Before you even start configuring a CDN, make sure that your static content is being served in an appropriate manner locally. This means:
- Far-futures headers with both Expires and Cache-Control headers.
- Assets are being served compressed when appropriate.
- The asset pipeline is generally working, assets have fingerprints in the filenames, etc.
- Assets are being served from SSL as appropriate.
These steps are all important for general performance of your site in the first place, and you'll want to make sure that you can turn off the CDN temporarily should you need to without your server crushing under load.
First of all, pick a CDN provider. Our needs were satisfied by Cloudfront as a reverse proxy, so that's what we went with. Next up you want to configure the CDN, and get a domain that maps from your CDN to your origin. In the case of cloudfront, that's something like abc123.cloudfront.net. MAKE SURE that it's mapped directly to the origin domain that you are serving assets from, without redirects. If your origin takes a request from the CDN and redirects somewhere else, the CDN will not cache the result!
Dealing with a combination of www and SSL redirects can make this trickier than you expect, especially if your site is accessible by both SSL and non-SSL but always redirects to SSL. CDNs typically have a different set of settings for dealing with SSL redirects, so you'll want to research how the settings work and experiment a bit.
It's also recommended to set up the CDN on a staging environment first, as sometimes some content you serve might not like being served from a different domain. We had some problems with TinyMCE, for example, and needed to set up some exceptions for that.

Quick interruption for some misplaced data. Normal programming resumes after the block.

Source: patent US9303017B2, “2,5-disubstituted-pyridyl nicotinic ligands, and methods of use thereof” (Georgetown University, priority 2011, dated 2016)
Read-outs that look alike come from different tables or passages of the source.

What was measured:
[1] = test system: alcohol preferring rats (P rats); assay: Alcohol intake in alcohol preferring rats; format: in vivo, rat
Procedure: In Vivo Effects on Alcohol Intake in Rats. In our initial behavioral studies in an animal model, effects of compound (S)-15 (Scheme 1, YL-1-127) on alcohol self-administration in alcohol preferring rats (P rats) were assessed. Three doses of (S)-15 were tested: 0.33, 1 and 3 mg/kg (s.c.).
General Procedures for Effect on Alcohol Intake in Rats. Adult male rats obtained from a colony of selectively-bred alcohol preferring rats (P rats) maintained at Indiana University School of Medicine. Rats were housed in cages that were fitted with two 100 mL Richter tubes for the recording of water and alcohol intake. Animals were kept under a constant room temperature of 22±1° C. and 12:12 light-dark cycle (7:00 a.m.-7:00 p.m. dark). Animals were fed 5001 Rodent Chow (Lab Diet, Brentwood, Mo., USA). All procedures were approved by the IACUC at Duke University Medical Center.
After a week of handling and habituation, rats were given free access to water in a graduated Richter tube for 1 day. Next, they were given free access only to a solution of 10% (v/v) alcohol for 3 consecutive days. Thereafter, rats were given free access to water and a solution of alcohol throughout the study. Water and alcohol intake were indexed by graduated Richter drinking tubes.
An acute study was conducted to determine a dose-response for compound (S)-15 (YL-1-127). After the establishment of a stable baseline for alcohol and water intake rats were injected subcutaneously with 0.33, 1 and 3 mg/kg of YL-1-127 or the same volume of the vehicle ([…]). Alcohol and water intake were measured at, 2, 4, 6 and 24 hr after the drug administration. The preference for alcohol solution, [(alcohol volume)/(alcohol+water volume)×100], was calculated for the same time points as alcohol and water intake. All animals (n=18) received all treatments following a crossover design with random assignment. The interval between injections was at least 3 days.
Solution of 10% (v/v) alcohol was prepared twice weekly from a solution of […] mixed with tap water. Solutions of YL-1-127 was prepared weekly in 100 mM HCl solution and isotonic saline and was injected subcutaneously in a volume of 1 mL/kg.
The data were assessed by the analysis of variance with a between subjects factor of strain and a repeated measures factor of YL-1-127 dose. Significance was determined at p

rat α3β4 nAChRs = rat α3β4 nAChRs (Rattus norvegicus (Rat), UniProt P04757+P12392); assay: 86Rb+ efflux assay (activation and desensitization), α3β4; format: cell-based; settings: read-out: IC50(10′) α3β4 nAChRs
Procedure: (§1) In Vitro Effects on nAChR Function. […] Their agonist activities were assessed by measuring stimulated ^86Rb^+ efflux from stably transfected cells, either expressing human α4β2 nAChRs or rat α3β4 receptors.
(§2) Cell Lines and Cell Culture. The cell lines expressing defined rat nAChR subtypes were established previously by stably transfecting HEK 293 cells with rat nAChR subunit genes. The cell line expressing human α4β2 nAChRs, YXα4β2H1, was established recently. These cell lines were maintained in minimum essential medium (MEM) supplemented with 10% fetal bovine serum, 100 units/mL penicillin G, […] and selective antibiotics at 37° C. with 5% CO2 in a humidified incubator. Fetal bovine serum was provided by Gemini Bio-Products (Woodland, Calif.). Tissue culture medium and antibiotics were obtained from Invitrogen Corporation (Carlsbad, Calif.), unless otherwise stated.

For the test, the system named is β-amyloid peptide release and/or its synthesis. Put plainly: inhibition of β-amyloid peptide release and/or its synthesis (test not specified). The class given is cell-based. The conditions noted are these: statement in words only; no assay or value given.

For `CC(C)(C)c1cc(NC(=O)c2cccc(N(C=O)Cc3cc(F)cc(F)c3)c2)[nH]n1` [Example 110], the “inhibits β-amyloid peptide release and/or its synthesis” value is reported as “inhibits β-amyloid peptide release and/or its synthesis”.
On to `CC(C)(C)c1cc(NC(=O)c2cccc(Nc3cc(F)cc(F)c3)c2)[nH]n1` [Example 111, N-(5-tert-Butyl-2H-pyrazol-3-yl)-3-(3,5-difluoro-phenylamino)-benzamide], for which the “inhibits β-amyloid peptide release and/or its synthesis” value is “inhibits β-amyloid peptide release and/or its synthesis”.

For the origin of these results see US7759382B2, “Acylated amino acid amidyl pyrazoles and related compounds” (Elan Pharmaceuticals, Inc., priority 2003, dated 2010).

Once you think you have the domain mapped correctly, use curl and execute some sample requests. You are looking for any headers sent by your CDN to signify cache hits versus cache misses, and you are looking to ensure that you are receiving 200 requests, and not 3xx requests.
Once you've done some testing on the domain, you are ready to enable it for your stage environment. In Rails, the setting you are looking for is config.action_controller.asset_host. More information about asset_host is here. We used the proc mechanism to serve TinyMCE from our servers, and everything else from Cloudfront.
Once you've done some testing on the stage environment, and are satisfied, you are ready to go into production! Redo the asset_host configuration for production, do a deploy, and watch the requests for static assets on your servers disappear!
What to do if things go badly?
If things go wrong, like your CDN has an outage, or some bad content gets cached, or something else, you can change asset_host to point back to your webserver and remove the CDN from the loop. You should also review the documentation for your CDN provider to handle manually expiring content should the need for that arise.
Downsides to CDNs
CDNs are often very useful, there are a couple of things to keep in mind, however.
- They aren't free
- They can require some upkeep, maintenance, and documentation
It's typically worth figuring out how to make this work though. Your users will have a better experience on your site because of it.